Top Girls

Caryl Churchill
A Chichester Festival Theatre Production co-produced by Out of Joint
Chichester Festival Theatre

Top Girls production photo

I had unfortunately never managed to see Top Girls previously and it was a mistake to come under-prepared. Knowing only that it concerns a dinner party with the guests comprising influential women through the ages, I assumed that all would be revealed in performance, but I have to admit to initially being thoroughly confused. The women talking over each other in conversation and argument did nothing to help comprehension, although that is exactly what happens in animated discussion. Act Two which switches time, place and characters seemed to have no relevance to the plot, and it was some time before it all came together for me and made sense.

Regarded as one of the top plays of the twentieth century, Top Girls addresses issues of women’s place in society and the workplace and stresses the difficulty of ‘having it all’, and the sacrifices women have always had to make to fit into a man’s world. Is it possible to achieve true success in a career without sacrificing femininity and suppressing all maternal instincts? Debates and arguments have been raging for years and there seems to be no real answer.

The play’s opening dinner party is to celebrate the promotion of Marlene to the role of Managing Director in a recruitment agency, and the guests are women who, in their time, have made their mark on the world and taken their place in it as they deemed fit. There is the cross-dressing Pope Joan (Lucy Briers) who surprised her followers, and herself, by producing a baby, resulting in her being stoned to death. She seemed unconcerned that the baby suffered the same fate. Intrepid Victorian traveller Isabella Bird (Stella Gonet) regarded a child and family as a hindrance, and Olivia Poulet’s Dull Gret, with armour, helmet and sword, is crude and mannish, consuming enormous quantities of food and wine while filling her basket with anything to hand, yet her final harrowing sobs seem to be for her ten children.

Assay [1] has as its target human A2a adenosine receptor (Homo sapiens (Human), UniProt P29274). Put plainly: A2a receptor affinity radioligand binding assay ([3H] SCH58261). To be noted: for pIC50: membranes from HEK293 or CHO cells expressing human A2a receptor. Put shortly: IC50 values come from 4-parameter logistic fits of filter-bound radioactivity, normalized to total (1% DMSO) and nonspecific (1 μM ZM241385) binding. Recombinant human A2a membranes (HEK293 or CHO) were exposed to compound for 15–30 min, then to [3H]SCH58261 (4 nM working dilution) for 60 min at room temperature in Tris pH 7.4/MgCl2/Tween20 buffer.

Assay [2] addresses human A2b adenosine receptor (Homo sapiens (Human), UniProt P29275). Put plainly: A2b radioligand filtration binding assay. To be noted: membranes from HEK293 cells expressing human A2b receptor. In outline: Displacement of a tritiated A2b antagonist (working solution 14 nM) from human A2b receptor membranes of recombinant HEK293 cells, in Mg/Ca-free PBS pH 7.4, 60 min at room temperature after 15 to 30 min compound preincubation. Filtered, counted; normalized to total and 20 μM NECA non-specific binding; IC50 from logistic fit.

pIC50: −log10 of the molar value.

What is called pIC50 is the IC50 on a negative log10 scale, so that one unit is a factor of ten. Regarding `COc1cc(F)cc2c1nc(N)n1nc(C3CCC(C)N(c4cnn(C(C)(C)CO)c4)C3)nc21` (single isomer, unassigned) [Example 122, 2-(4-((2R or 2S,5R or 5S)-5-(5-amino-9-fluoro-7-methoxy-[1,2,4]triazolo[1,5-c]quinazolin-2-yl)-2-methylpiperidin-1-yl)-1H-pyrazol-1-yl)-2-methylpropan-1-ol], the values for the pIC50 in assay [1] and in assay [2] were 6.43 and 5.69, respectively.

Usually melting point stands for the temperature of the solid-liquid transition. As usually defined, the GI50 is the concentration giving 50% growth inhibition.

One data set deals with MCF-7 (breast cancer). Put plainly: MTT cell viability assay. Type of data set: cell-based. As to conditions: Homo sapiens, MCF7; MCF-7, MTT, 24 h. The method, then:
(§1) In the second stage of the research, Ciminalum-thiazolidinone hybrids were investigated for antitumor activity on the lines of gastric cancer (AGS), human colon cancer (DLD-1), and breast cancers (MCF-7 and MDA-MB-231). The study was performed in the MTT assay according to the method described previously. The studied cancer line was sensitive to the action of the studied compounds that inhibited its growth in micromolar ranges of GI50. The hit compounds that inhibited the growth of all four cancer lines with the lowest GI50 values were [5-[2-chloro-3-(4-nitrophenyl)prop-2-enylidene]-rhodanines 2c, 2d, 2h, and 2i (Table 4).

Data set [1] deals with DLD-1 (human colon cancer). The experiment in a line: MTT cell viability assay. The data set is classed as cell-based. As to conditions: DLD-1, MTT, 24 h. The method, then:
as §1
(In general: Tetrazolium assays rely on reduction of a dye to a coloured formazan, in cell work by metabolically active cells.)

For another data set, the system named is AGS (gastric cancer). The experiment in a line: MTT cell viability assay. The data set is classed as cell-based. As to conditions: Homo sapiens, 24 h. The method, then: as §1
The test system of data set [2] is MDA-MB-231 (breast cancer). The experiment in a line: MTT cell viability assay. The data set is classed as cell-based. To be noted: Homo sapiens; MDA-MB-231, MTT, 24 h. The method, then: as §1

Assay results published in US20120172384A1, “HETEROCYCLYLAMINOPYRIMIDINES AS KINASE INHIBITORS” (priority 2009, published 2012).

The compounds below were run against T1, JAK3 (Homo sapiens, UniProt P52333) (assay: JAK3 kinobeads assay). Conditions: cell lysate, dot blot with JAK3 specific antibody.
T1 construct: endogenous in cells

Lady Nijo (Catherine McCormack), a thirteenth century Japanese concubine who regards clothes as the ultimate status symbol, is the most forceful in her debate; whatever any other woman has had she has also experienced - only worse, and gentle, patient Griselda (Laura Elphinstone) accepts and defends her husband’s need for obedience even when he cruelly takes away her babies. Addressing serious issues, which don’t seem to have changed all that much over the years, the animated debate is nevertheless full of humour. The waitress (Lisa Kerr) is silent.

These seven women take sixteen parts between them, switching expertly and credibly from one character to another, Suranne Jones as Marlene being the only constant presence holding the threads together.

Max Stafford-Clark, who also directed its inaugural production in 1982, drives the show along at a cracking pace, with scene changes swift and unobtrusive and the imaginative set provided by Tim Shortall, together with Jason Taylor’s expressive lighting, secures for each scene the perfect dressing, from the expensive restaurant La Prima Donna to the worn country kitchen of Marlene’s sister Joyce’s abode and taking in the streamlined modern workplace where Marlene exhibits her ruthless ambition. Costumes too are perfectly pitched depictions suited to the characters.

Marlene has followed a career path callously abandoning her child to be brought up by sister Joyce, and the child, imaginative yet retarded, shows signs of being abandoned in life too. No wonder she is frightened!

There are no answers here - only questions. The debate goes on!

"Top Girls" runs until 16th July.

Philip Fisher reviewed this production on its transfer to Trafalgar Studios

Reviewer: Sheila Connor

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